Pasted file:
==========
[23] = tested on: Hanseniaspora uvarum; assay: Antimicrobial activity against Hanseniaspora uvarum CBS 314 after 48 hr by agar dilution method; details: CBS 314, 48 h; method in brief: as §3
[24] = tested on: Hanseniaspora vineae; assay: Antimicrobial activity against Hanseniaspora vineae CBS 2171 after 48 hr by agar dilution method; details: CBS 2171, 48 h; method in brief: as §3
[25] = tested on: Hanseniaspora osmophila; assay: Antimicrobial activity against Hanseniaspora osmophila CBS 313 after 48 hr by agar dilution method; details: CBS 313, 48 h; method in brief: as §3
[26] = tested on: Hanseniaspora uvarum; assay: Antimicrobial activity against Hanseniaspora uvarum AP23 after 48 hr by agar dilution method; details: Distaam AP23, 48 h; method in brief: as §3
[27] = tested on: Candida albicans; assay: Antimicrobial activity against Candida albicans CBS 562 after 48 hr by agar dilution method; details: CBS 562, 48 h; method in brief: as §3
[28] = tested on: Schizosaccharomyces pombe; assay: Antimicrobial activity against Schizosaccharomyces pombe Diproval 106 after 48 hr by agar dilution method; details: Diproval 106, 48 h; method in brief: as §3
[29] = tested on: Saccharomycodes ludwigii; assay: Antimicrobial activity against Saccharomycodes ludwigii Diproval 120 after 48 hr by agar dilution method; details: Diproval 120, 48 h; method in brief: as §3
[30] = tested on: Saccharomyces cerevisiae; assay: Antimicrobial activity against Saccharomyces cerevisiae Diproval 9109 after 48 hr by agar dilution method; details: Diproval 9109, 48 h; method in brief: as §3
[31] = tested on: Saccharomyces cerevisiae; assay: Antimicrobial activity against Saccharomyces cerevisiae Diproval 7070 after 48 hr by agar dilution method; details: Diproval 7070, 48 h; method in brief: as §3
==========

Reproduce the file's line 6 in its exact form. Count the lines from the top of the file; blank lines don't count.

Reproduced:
[28] = tested on: Schizosaccharomyces pombe; assay: Antimicrobial activity against Schizosaccharomyces pombe Diproval 106 after 48 hr by agar dilution method; details: Diproval 106, 48 h; method in brief: as §3